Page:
Even though Isuzu is seen by some as a low-cost alternative in the mid-size pickup segment, don’t forget that Chevrolet’s Colorado uses a few nuts and bolts from the D-Max. The same applies to the GMC Canyon and Holden Colorado, and looking at the bigger picture, Isuzu is a world-class manufacturer of diesel engines with an emphasis on reliability.
To be provided to Mazda as an OEM, the D-Max with BT-50 styling and badging should be treated to four- and six-cylinder turbo diesels as well as a six-speed manual and a torque-converter automatic. The RZ4E-TC GEN2 inline-four with 1.9 liters of displacement is good for 150 PS or 148 horsepower and 350 Nm (258 pound-feet) of torque.
The 4JJ3-TCX, on the other hand, cranks out 190 PS or 188 horsepower and 450 Nm (332 pound-feet) of torque from 3.0 liters. Though the bi-turbo diesel of the Ranger Raptor is more potent in both regards, don’t forget that the off-road sports truck is limited in terms of towing and payload capacities because of the trail-rated hardware it boasts.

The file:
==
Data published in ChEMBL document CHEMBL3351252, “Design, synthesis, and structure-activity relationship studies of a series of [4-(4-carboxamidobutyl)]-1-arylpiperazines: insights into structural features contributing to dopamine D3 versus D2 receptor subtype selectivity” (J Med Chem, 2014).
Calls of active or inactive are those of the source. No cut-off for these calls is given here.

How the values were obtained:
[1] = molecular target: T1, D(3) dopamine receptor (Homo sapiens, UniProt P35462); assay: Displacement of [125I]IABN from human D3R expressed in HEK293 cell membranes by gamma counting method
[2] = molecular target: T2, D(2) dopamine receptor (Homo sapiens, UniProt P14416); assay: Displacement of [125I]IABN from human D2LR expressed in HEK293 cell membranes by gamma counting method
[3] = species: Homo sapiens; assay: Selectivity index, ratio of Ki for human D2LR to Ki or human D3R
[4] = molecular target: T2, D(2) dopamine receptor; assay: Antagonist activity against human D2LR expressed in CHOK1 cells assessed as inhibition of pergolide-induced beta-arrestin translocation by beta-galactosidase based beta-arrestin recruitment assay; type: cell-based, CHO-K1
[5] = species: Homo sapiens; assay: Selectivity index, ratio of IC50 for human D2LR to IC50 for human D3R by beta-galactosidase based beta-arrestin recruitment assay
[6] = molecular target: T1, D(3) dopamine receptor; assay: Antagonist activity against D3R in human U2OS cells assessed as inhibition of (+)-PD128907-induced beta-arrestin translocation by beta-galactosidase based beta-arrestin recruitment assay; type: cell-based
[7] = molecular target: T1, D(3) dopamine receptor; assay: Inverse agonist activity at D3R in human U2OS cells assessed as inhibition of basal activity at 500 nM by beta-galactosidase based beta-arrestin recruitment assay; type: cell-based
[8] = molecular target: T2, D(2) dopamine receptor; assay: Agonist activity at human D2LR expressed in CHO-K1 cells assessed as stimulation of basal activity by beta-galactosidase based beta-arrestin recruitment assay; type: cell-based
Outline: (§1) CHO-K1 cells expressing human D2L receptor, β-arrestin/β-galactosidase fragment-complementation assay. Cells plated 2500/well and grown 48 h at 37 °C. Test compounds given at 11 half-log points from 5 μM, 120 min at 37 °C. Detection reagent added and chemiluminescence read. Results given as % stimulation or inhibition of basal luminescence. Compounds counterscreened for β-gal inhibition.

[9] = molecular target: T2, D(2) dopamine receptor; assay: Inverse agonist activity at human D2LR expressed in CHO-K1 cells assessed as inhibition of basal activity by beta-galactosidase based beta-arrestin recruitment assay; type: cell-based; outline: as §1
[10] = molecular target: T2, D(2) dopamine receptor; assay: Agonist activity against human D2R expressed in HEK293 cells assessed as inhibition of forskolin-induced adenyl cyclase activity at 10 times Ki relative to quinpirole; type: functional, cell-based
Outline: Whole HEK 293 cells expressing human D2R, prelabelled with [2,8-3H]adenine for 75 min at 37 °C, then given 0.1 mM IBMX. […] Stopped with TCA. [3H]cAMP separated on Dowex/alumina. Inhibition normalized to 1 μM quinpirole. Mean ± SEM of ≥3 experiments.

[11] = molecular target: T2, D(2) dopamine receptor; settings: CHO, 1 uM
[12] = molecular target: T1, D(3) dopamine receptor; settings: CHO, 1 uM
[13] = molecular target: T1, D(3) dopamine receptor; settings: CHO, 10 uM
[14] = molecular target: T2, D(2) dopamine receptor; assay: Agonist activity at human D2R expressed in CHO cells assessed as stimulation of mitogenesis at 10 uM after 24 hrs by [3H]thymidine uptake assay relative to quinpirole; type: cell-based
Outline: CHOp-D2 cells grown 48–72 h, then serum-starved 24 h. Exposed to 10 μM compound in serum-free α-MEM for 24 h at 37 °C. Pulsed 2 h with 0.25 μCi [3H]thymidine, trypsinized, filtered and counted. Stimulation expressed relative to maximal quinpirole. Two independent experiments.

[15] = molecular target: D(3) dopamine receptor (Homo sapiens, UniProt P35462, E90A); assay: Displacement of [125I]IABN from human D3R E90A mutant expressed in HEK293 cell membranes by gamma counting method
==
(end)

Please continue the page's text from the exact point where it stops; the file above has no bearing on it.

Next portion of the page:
Imagined with the front fascia of the CX-9 family crossover and the taillights of the D-Max, the design proposal for the BT-50 from Kleber Silva looks pretty close to the real deal. It’s hard to imagine Mazda going for a different styling language than the one it currently has, and it’s also impossible to expect any changes in the cabin compared to the D-Max.
Three years ago, a couple of previous-gen prototypes were photographed at Mazda’s U.S. headquarters in Irvine, California. However, don’t expect the BT-50 to go on sale in the United States next year because Mazda doesn’t have where to build this truck locally and the powertrains need to be recalibrated or changed to meet EPA requirements.